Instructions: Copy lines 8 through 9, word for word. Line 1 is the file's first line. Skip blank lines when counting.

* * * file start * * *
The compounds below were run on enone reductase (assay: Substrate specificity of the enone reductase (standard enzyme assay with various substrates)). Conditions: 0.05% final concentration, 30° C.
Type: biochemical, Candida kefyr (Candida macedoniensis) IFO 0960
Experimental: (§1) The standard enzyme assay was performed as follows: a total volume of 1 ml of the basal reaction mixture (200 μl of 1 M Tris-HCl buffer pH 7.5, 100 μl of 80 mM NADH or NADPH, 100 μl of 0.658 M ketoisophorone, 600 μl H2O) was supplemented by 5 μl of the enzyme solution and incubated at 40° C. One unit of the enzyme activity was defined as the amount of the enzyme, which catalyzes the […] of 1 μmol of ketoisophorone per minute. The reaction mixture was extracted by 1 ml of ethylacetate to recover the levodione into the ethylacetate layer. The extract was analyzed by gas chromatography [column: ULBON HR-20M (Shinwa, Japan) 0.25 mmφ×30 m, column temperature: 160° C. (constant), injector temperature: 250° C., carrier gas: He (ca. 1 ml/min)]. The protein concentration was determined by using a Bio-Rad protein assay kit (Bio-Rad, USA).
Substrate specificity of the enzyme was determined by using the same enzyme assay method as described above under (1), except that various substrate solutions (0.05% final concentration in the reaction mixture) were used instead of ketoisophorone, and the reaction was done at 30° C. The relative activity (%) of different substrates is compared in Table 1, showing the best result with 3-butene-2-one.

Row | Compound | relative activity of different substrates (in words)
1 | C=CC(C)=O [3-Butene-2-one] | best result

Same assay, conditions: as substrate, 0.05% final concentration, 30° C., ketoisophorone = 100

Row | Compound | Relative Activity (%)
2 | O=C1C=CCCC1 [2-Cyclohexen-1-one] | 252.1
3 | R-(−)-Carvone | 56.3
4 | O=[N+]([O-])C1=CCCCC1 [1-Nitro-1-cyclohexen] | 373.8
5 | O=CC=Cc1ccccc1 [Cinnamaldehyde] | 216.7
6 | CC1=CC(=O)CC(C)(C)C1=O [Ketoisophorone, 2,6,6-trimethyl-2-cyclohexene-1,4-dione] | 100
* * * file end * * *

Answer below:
Row | Compound | Relative Activity (%)
2 | O=C1C=CCCC1 [2-Cyclohexen-1-one] | 252.1